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John A. Hall, Probable First City Hall African American Clerk

By MPL Staff on Feb 17, 2021 9:30 AM

Milwaukee City Hall has a World War I Roll of Honor plaque in the Rotunda. It lists 321 civil servants who served our country, including John A. Hall. He is believed to be the first African American clerk at City Hall. He was born in Escanaba, Michigan in 1887. After graduating from high school, he moved to Milwaukee in 1905 and took a civil service exam three years later. He worked as a bell captain at the Plankinton House hotel, married Amanda Reeves and started raising a family when he was finally hired as a clerk in the Department of Public Works (DPW), Bureau of Bridges and Public Buildings in 1911. Many of his new coworkers immediately objected to his skin color and refused to work with him. Despite Hall’s good job performance, Supervisor L. J. Klug felt forced to give him notice him after only a week that he would soon be fired due to continuing unwillingness of some coworkers to work with a nonwhite American. Since it was only 50 years after the Civil War, the unfairness of his impending sacking caused an uproar and was considered an insult to the legacy of Abraham Lincoln, the Great Emancipator. DPW Commissioner Harry E. Briggs intervened to keep Hall on the job.

A search of the WPA's The Milwaukee Journal 1915-1917 Index shows the Milwaukee chapter of the National Association of Colored People (NAACP) was organized in 1915 and Hall was elected its first president.

One of the Special Collections of the Milwaukee Public Library is the World War I Military Portraits. It consists of service information and photos for 16,000 Milwaukee County men and women who served in the war. It was compiled by the American War Mothers - Milwaukee County Chapter into the 11-volume A Record of the Heroes of Milwaukee County Who Answered Their Country’s Call in the World War, Apr. 1917-Nov. 1918. They donated the set to the library in 1921. They were digitized and went online on the 2014 centennial of the start of the “War to End All Wars.”

What makes this collection more valuable for family, local and military history research was the disastrous 1973 National Personnel Records Center Fire in St. Louis. About 16-18 million military personnel records files were destroyed, including for those who served in World War I, World War II, Korean War and other military actions. About 80% of Army personnel records of those discharged from 1912 to 1960 and 75% of Air Force personnel records of those discharged from 1947 to 1964 burned (the Air Force was part of the Army before 1947). When I tried to get a copy of my father’s military record, the National Archives replied they couldn’t find it and presumed it was destroyed by fire.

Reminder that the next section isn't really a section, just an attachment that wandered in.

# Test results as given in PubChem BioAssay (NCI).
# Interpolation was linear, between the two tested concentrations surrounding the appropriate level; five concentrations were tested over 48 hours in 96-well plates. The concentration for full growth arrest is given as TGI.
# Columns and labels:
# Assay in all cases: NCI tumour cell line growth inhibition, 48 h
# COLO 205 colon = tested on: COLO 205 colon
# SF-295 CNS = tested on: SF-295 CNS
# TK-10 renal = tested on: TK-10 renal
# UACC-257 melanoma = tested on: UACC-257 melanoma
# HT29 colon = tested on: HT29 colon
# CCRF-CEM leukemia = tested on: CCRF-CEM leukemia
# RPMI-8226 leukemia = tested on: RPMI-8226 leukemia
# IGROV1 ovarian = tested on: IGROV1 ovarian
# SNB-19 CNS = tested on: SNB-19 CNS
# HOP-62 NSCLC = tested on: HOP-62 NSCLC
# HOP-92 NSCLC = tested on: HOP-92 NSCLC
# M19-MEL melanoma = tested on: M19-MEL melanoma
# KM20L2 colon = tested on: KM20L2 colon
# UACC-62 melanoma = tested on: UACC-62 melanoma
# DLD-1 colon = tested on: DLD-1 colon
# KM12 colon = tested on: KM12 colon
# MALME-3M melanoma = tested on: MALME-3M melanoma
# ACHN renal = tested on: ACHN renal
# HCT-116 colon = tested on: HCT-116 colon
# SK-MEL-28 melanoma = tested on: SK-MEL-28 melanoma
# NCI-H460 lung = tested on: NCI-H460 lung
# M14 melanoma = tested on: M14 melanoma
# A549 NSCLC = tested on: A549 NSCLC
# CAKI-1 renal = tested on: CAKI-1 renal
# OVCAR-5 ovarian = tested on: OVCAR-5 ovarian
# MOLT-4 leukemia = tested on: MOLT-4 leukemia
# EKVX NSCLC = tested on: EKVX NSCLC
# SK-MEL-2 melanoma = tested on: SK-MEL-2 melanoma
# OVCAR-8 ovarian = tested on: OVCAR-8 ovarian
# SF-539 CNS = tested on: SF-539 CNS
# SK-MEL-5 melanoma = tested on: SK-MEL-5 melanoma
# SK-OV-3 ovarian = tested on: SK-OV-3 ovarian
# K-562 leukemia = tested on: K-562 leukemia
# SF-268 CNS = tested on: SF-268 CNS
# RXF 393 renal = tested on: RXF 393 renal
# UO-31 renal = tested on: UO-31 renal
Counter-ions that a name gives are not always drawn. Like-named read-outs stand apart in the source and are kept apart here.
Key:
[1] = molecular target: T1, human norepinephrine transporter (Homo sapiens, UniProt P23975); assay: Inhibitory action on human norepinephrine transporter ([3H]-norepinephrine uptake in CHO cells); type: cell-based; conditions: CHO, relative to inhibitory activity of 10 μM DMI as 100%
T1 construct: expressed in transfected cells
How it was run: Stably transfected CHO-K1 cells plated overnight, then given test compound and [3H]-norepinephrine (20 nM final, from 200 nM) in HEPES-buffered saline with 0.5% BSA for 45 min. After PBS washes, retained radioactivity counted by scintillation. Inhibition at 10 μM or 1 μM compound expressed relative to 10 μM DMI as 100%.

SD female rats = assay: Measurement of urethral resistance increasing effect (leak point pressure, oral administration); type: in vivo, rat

When the United States entered World War I in 1917, Hall joined the Army. Since the military was segregated, he wasn't allowed to serve in the 32nd “Red Arrow” Division (Wisconsin and Michigan). He was assigned to the African American 370th Regiment (Illinois), 93rd Division.  When the 93rd arrived in France in 1918, the American Expeditionary Force (AEF) was reluctant to use African Americans soldiers in combat, preferring to use them for manual labor.  The French Army, badly depleted from four years of trench warfare, needed reinforcements. Gen. John “Black Jack” Pershing assigned the regiments of the 93rd to them.  The French Army treated African Americans soldiers as equals. They kept wearing doughboy uniforms but were equipped with French weapons and helmets. 

Looking at his transcribed military record, Hall was promoted to 2nd Lieutenant after basic training. As an officer, he led a platoon as the 370th fought in the successful Oise-Aisne Offensive (August-November 1918) that helped to end the war on November 11th, 1918. Unfortunately, there is no photo of him in uniform in the collection. He returned to City Hall after being discharged in March 1919.

Hall was politically active during the Great Depression. He was a 6th Ward Committeeman for the Socialist Party. He ran and lost to incumbent George J. Herrmann to represent the 6th District on the Milwaukee County Board of Supervisors in 1936.

After working 37 years at City Hall, he retired in 1948. He died at 68 at Soldiers Home Hospital (VA) in 1955 and is buried at Wood National Cemetery.

What is interesting was how Census records classified his race over the decades.

  • 1890: Census record believed to have either been destroyed in a 1921 fire or when Congress authorized the Census Bureau to destroy surviving Census Schedules in 1934.
  • 1900: Black
  • 1910: Mulatto
  • 1920: Indian
  • 1930: The Census Bureau enumerator recorded his duplex neighbor but missed Hall’s family.
  • 1940: Negro
  • 1950: To be released on April 1st, 2022

John A. Hall, obituary, The Milwaukee Journal, July 2nd, 1955.

The City Hall Rotunda World War I plaque photo links were taken by the Historic Preservation Commission staff for the Milwaukee War Memorials and Monuments page, Nader Sayadi project lead.

Dan, Local History Librarian

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